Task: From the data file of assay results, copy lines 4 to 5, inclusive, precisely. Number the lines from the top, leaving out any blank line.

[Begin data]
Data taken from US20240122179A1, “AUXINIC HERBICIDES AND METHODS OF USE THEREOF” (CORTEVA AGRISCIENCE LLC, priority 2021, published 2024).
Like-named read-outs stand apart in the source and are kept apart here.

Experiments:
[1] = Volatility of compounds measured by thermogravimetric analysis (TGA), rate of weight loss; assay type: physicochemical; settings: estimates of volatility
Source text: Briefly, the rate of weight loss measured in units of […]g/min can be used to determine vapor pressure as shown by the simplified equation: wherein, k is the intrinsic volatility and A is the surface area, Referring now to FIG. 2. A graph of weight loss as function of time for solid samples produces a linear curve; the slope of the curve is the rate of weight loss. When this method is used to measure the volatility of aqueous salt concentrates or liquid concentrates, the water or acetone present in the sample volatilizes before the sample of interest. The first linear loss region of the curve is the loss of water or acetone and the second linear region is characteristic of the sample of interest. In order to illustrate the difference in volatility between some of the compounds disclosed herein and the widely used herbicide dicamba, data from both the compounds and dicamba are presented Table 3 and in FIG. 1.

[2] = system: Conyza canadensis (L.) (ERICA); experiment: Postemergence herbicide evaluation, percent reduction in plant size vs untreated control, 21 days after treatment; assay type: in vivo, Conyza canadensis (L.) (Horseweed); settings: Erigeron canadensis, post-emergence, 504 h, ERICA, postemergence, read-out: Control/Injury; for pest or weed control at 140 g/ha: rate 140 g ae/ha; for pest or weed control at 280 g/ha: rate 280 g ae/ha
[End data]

[1] = Volatility of compounds measured by thermogravimetric analysis (TGA), rate of weight loss; assay type: physicochemical; settings: estimates of volatility
Source text: Briefly, the rate of weight loss measured in units of […]g/min can be used to determine vapor pressure as shown by the simplified equation: wherein, k is the intrinsic volatility and A is the surface area, Referring now to FIG. 2. A graph of weight loss as function of time for solid samples produces a linear curve; the slope of the curve is the rate of weight loss. When this method is used to measure the volatility of aqueous salt concentrates or liquid concentrates, the water or acetone present in the sample volatilizes before the sample of interest. The first linear loss region of the curve is the loss of water or acetone and the second linear region is characteristic of the sample of interest. In order to illustrate the difference in volatility between some of the compounds disclosed herein and the widely used herbicide dicamba, data from both the compounds and dicamba are presented Table 3 and in FIG. 1.